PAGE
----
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Favorite films

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Recent reviews

  • Splendor in the Grass

    Splendor in the Grass


    This is my grandmother's favorite film from her youth, and I wanted to surprise her by just putting it on one night. I wasn't expecting too much - a sweet little romantic drama, I guessed. How I was wrong!

    It's uncompromising, and pretty daring for Hollywood and its time. It takes place in 1928, but the story is universal in a way - the hypocrisy regarding love and sexuality and the unfairly different standards boys and girls are held to…

  • Smart People

    Smart People


    Insufferably Indie. I mean, come on - starring: two mid-level stars, some actor I've never heard of, and Ellen Page, the story is about a weird, dysfunctional, downright bizarre family (one that's still more relatable than your average Hollywood Family™), the title on the poster is spelled with Scrabble tiles, the soundtrack... it's even directed by a guy called Noam Murro - doesn't he just sound like an indie director? Jokes aside, you can probably guess exactly what kind of…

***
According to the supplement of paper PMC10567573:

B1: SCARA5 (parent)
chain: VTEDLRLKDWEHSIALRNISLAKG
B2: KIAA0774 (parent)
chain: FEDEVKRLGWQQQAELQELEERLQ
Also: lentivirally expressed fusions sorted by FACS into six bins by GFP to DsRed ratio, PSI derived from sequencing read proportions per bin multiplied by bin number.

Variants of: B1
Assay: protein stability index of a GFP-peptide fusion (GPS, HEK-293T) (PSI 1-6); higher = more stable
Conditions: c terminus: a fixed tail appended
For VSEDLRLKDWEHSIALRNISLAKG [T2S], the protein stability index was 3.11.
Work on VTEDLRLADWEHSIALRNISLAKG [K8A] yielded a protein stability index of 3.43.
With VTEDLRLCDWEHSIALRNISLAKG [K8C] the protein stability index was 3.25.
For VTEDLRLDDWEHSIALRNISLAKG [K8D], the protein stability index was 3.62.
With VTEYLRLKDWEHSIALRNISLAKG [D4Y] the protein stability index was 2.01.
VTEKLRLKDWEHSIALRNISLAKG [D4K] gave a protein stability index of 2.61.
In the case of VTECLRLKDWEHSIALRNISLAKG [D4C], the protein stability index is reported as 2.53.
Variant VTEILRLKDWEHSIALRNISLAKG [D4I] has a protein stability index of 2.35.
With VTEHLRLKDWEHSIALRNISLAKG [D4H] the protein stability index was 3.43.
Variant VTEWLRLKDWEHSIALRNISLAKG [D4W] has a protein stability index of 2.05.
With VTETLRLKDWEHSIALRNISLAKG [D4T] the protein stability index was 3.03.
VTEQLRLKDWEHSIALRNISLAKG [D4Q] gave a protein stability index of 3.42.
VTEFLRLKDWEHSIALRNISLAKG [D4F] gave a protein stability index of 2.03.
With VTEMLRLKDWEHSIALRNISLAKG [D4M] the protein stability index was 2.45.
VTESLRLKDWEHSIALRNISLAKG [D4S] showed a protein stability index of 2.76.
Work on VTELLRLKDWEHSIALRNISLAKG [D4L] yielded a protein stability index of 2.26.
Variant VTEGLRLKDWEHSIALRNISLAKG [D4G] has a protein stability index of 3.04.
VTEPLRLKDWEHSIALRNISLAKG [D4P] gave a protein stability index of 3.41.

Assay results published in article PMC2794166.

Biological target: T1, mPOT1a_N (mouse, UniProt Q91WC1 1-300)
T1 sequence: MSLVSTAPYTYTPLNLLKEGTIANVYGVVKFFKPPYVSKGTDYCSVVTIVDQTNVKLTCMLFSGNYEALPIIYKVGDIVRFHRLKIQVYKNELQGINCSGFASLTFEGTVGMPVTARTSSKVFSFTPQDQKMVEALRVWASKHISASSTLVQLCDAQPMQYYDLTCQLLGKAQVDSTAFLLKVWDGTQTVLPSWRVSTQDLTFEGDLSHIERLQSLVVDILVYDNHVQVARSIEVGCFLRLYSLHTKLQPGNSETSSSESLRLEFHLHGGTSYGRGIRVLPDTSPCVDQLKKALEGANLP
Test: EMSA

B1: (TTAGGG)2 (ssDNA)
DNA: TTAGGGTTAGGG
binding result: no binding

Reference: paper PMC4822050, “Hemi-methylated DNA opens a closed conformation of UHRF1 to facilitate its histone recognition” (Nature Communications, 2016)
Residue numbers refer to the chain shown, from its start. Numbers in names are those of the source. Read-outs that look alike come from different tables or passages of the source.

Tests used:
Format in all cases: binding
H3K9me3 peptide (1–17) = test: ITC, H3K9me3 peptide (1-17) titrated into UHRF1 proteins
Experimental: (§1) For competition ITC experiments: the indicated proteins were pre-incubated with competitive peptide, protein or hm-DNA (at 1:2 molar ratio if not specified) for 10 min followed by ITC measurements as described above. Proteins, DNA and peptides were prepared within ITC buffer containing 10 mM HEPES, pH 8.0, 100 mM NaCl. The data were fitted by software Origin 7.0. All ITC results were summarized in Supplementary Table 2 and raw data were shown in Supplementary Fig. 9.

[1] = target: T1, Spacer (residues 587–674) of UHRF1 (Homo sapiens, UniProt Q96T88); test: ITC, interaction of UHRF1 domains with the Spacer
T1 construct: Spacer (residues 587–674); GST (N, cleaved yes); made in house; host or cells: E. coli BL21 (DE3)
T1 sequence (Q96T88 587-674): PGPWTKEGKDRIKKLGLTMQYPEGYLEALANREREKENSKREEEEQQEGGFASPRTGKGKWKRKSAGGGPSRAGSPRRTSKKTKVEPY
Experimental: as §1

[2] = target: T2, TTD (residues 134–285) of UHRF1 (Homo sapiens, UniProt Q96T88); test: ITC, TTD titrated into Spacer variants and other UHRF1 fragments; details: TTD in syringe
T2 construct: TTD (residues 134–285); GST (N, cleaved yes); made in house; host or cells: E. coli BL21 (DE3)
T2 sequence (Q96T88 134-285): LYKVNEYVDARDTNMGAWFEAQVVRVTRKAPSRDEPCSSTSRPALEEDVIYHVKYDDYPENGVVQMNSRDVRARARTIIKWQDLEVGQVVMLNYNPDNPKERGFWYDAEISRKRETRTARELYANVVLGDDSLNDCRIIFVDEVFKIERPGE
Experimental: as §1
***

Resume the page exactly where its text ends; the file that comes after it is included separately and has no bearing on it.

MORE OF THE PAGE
Popular reviews

  • Main Theme

    Main Theme


    OK, so it's an opinion I've held for a while, but after this film, if anybody seriously throws my way the idiotic notion that the 1980s were a "lost decade" for Japanese cinema, which was probably put forward by one of the critics who think that Japanese cinema began and ended with Ozu™ anyway, I am seriously going to punch something.

    It's just absolutely perfect, Yoshimitsu Morita channeling Obayashi via Kadokawa - can you seriously think of anything better? I…

  • The Elegant Life of Mr. Everyman

    The Elegant Life of Mr. Everyman


    This is a relatively obscure and underseen film, and once you've watched it it's easy to see why: unlike most other critically praised older Japanese comedies, it's actually funny and entertaining and therefore completely uninteresting to critics. Screenplay by Toshiro Ide, one of Naruse's better collaborators (and writer of several interesting films that I want to see) and directed by Kihachi Okamoto, a lesser-known talent appreciated in the West only for his contributions to the boring samurai genre, naturally.